Tendinopathy or Tendonitis
What is Tendinopathy?
Tendinopathy, previously termed tendonitis is a broad term encompassing tendon disease or dysfunction. Research has concluded that inflammation is not always present in tendon dysfunction and as ‘itis’ is the suffix for inflammation, the term tendonitis is no longer appropriate. Common tendon injuries include Achilles Tendinopathy (ankle), Patella Tendinopathy (knee), Gluteal Tendinopathy (hip), Rotator Cuff Tendinopathy (Shoulder) and Tennis Elbow (elbow). Read more here.
Tendons attach muscle to bone and consist of tough, elastic, connective fibres. Tendon injuries can occur suddenly (tendon rupture or strain), but are usually the result of repetitive or unaccustomed overloading. Tendons can become painful at any of the sites listed below:
- musculotendinous junction (where the tendon joins the muscle)
- mid-tendon (non-insertional tendinopathy)
- tendon insertion (where the tendon inserts on to the bone)
Causes of Tendinopathy
The most common cause of tendon pain is unaccustomed changes in load. Anyone can injure a tendon, but those who subject their body to new repetitive movements in their jobs, sports, or daily activities are more likely to develop tendon pain. Other changes, such as reduced sleep and stress can also make you more vulnerable to developing a tendinopathy.
Tendons are designed to tolerate large forces and repetitive loading, however, on occasion, when the load is greater than the tendon can tolerate, it becomes stressed. When tendons become stressed, small micro tears and inflammation may result. If adequately rested, the tendon usually recovers relatively quickly. However, continued loading can result in ongoing damage that exceeds the rate of repair. The damage will progressively worsen, causing ongoing pain and dysfunction.
For more information on the importance of load management in preventing tendon injuries, read My Physio Perth’s blog on ‘injury prevention and load management’.
Signs and Symptoms of Tendinopathy
Tendinopathies typically result in pain, stiffness, and loss of strength in the affected area.
- The pain may increase when you load the tendon.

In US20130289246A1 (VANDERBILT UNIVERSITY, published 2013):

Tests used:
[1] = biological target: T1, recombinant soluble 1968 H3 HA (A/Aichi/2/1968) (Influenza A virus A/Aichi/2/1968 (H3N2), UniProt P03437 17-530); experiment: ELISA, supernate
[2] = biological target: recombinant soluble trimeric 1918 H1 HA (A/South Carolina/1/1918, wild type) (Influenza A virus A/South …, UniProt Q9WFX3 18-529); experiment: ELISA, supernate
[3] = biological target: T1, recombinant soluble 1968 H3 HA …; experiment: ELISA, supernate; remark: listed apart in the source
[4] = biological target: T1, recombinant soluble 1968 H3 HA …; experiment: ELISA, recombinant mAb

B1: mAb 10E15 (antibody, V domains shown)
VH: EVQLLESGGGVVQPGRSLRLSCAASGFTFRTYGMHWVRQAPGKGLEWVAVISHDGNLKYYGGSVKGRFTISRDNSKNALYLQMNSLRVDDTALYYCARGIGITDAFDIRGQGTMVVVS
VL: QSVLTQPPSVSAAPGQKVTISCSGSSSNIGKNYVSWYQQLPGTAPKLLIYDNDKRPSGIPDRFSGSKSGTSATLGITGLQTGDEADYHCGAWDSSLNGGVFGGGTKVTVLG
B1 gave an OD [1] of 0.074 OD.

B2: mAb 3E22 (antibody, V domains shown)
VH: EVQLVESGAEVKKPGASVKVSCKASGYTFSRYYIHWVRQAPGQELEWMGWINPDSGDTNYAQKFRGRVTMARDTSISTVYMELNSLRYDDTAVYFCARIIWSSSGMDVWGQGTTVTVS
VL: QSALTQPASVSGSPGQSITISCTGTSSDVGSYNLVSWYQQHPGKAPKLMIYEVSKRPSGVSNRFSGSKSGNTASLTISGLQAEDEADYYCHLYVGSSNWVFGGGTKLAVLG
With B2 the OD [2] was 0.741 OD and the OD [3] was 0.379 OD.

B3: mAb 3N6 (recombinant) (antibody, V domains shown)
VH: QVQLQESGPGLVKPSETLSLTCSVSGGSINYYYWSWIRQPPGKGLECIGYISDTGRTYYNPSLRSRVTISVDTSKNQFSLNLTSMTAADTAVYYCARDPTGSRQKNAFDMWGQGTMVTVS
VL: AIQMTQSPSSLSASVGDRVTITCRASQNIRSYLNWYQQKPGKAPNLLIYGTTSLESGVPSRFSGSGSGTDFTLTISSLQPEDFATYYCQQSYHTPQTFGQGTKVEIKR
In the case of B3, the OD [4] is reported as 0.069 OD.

- You may experience pain and stiffness during the night or when you first get up in the morning.
- The area may be tender, red, warm, or swollen if there is inflammation present.
- A crunchy sound or feeling may be experienced when moving the area.
Stages of Tendinopathy
Tendinopathy injuries have been categorised into three stages, with the correct treatment varying considerably between each stage.
Reactive tendinopathies occur following a bout of unaccustomed/increased physical activity or a direct blow. For example, a sudden increase in running or a blow with a hockey stick. This stage is more common in relatively young populations and normally results in significant pain and occasional swelling. Reduced load/rest is very important in managing reactive tendinopathies. My Physio Perth’s physiotherapists will perform treatment such as massage, dry needling, taping, ultrasound and may potentially prescribe orthotics or splints as required. Your physiotherapist may provide advice on the use of specific anti-inflammatory medications or gels to assist the reactive tendinopathy to settle. Cortisone injections are occasionally performed around the tendon but their use is controversial. It is very important to note that although the tendon pain may settle with rest, it’s tolerance to load will not improve without a structured strengthening program from a physiotherapist.
Tendon dysrepair can result if a reactive tendinopathy is not adequately rested. Repeated loading of the tendon prevents a normal healing response and the tendon becomes chronically dysfunctional. In older athletes with less adaptive, stiffer tendons, this stage may develop with lower loading exposure. Modifying exercise and implementing a customised strengthening program are essential in the management of tendon dysrepair.
Degenerative tendinopathies are more commonly seen in older populations, but can occasionally be seen in younger athletes with chronically overloaded tendons. The typical presentation is a middle-aged recreational athlete, with a long history of inappropriately managed tendon pain. Degenerative tendons lose structural integrity and elasticity and may have focal swelling and pain. They do not react well to increases in load and may inevitably lead to rupture. Specific strengthening exercises and load management are again essential in reducing pain and improving function. Limited evidence is available for the use of shockwave therapy.
Diagnosis of Tendinopathy
My Physio Perth are experts in the diagnosis and classification of tendon injuries. Your physiotherapist will ask questions about your symptoms and exercise regime. They’ll also perform a physical examination to confirm the diagnosis. If your symptoms are severe or you do not improve with early treatment, specific diagnostic tests may be required, such as an ultrasound scan or MRI.
Physiotherapy Treatment for Tendinopathy
Treatment may comprise of:
- Advice on load management and activity modification
- Strengthening exercises
- The establishment of an appropriate return to activity or sport plan
- Soft tissue massage
- Dry needling
- Electrotherapy (e.g. ultrasound, shockwave therapy)
- Stretching exercises
- Advice regarding the use of anti-inflammatory medication
- Ice or heat treatment